Thursday, January 24, 2013

Chris Mooney — The More Republicans Know About Politics, The More They Believe Conspiracy Theories – Dems, on the other hand, are more gullible the less they know

In the mainstream political press, the standard practices of neutrality and balance carry with them an implicit assumption: that Democrats and Republicans are separate but equal in their ideological biases, with each group just as inclined to support its own team and attack the other side. The trouble is, data from psychologists and political scientists suggest that this might be a naive approach. At worst, it may fundamentally misunderstand the nature of American politics.
The latest evidence on this head comes from pollster and political scientist Dan Cassino of Fairleigh Dickinson University. In a national survey, Cassino examined belief in political conspiracy theories on both the left and also the right. He did so by asking Americans about two "liberal" conspiracy beliefs—the 9/11 "Truther" conspiracy, and the idea that George W. Bush stole the 2004 election—and two conservative ones: the "Birther" theory that Barack Obama was born in Kenya, and the claim that he stole the 2012 vote.
The results were hardly symmetrical. First, 75 percent of Republicans, but only 56 percent of Democrats, believed in at least one political conspiracy theory. But even more intriguing was the relationship between one's level of political knowledge and one's conspiratorial political beliefs. Among Democrats and independents, having a higher level of political knowledge was correlated with decreased belief in conspiracies. But precisely the opposite was the case for Republicans, where knowledge actually made the problem worse. For each political knowledge question that they answered correctly, Republicans' belief in at least one conspiracy theory tended to increase by 2 percentage points.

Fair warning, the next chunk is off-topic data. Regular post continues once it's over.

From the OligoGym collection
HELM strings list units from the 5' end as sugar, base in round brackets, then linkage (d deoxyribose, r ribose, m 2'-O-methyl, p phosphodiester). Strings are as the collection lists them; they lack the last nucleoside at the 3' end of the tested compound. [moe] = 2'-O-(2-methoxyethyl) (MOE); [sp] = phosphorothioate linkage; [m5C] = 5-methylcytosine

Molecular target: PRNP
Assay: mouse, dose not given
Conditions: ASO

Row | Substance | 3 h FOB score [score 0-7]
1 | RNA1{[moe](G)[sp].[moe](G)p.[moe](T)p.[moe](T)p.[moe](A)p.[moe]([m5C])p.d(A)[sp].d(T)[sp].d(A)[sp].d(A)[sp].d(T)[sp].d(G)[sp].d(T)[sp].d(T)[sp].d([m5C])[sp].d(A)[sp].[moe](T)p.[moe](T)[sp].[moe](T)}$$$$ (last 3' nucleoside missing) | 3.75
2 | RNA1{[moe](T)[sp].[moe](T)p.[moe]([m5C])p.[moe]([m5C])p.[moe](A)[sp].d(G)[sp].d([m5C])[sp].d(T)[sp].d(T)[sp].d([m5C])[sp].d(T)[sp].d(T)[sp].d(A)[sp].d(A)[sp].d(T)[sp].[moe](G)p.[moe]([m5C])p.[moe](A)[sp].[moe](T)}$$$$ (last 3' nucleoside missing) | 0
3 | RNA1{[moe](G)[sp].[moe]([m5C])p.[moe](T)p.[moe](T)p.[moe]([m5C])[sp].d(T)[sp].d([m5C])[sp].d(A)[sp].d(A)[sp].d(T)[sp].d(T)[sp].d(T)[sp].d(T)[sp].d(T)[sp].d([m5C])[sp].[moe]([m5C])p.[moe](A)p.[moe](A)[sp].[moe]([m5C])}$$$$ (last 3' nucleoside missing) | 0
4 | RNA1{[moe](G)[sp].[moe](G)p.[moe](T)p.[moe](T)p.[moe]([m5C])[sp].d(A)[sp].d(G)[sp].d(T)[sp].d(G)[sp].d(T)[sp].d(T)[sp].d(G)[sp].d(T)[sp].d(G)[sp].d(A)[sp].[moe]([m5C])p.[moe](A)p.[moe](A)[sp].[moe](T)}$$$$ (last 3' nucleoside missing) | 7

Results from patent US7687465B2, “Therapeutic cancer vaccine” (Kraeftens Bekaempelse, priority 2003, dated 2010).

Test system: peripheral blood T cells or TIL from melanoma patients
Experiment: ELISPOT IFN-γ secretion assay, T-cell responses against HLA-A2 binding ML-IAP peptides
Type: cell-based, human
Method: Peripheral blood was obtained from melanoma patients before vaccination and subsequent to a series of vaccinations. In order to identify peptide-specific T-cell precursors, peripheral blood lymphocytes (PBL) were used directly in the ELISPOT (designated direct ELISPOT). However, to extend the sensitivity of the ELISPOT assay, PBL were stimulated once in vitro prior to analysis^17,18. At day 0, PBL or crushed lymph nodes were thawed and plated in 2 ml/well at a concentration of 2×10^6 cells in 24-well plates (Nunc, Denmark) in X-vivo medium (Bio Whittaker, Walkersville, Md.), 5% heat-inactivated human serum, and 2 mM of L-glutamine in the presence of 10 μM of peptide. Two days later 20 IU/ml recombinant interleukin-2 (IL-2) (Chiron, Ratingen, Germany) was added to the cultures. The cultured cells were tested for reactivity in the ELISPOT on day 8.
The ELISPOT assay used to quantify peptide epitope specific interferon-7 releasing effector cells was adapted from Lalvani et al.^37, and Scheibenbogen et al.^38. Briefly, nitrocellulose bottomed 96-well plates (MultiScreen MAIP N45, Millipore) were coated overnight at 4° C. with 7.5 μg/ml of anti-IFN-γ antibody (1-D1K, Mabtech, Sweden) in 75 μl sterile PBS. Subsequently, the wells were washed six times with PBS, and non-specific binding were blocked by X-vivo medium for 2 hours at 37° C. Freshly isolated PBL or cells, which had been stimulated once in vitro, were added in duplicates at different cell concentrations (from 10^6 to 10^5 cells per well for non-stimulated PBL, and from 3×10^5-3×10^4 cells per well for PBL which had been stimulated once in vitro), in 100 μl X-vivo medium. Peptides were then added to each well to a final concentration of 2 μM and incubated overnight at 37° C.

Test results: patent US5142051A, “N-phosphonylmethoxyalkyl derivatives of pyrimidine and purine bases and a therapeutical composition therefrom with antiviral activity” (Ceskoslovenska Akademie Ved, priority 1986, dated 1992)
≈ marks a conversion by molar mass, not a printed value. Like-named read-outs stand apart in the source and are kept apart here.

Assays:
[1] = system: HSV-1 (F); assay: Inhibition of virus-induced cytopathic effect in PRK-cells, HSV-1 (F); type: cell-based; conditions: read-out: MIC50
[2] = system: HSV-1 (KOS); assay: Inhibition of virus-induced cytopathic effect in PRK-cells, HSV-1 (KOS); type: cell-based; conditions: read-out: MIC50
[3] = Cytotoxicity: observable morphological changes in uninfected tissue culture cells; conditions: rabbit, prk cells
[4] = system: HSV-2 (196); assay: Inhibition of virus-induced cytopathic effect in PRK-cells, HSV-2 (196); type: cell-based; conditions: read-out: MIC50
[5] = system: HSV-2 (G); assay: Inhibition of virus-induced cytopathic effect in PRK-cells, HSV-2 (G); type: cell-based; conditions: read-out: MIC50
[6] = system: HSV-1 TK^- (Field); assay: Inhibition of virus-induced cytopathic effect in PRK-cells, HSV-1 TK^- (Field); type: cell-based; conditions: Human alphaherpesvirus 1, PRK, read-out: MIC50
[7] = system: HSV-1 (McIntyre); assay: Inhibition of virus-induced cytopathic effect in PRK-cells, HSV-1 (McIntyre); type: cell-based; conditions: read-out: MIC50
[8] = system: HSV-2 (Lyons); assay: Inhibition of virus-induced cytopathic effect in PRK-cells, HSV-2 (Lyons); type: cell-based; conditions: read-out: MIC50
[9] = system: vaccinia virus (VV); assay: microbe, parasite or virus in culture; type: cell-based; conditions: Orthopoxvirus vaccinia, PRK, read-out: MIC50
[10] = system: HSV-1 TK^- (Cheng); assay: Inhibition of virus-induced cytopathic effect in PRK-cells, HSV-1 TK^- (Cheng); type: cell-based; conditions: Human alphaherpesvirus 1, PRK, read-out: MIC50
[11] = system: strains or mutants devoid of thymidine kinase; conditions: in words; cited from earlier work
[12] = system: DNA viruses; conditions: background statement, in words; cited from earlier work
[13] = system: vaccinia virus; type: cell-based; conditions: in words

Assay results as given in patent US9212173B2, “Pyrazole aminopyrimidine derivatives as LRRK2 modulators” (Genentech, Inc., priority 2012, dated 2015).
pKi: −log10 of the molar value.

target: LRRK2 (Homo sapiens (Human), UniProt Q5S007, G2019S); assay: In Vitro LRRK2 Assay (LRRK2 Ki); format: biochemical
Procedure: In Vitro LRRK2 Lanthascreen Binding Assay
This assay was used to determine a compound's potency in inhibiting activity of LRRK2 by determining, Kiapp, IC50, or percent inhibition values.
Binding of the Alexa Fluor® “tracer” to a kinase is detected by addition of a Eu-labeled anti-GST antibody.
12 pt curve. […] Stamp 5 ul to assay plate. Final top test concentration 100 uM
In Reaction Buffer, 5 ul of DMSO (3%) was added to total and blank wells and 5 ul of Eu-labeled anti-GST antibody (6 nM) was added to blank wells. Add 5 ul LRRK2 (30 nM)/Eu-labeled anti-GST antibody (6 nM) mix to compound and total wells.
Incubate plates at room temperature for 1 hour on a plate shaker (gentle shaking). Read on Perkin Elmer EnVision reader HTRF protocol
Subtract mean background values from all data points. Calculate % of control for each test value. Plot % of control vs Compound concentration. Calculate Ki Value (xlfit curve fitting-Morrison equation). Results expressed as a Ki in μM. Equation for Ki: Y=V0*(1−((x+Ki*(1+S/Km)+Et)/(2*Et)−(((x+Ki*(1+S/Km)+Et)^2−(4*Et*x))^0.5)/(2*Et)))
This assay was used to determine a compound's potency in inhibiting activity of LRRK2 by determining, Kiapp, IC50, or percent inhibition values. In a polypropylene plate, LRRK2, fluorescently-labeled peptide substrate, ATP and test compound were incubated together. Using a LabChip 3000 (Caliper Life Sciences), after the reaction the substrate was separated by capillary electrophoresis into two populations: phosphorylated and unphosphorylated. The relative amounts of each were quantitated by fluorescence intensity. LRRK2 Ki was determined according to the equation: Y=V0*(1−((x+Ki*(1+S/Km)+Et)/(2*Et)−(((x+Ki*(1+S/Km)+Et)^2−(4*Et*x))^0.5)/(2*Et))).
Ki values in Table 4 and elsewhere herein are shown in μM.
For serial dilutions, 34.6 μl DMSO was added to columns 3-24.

What's up with this? Cassino views these data as just one more indicator of an "asymmetry" in how Democrats and Republicans, or liberals and conservatives, respond to politics—with Republicans tending to be more partisan and tribal (and in this particular case, more willing to believe conspiracies about their political opponents), and Democrats less so. And while Cassino admits that his latest study wouldn't, in and of itself, constitute definitive proof of ideological asymmetry, he thinks it fits into a bigger body of evidence.
Mother Jones
The More Republicans Know About Politics, The More They Believe Conspiracy Theories – Dems, on the other hand, are more gullible the less they know
Chris Mooney

Really? Never would have guessed. But there it is in black and white, folks. The wingnutz really are nutz.

1 comment:

Crake said...

Just a guess but if those findings are accurate, the likely cause is circular logic. Many conservatives are actively religious and religious adherence usually entertains strong circular logic. So everything in their world views has its own explanation - e.g. it is because it is, it isn't because "elites" conspire to make it so, etc.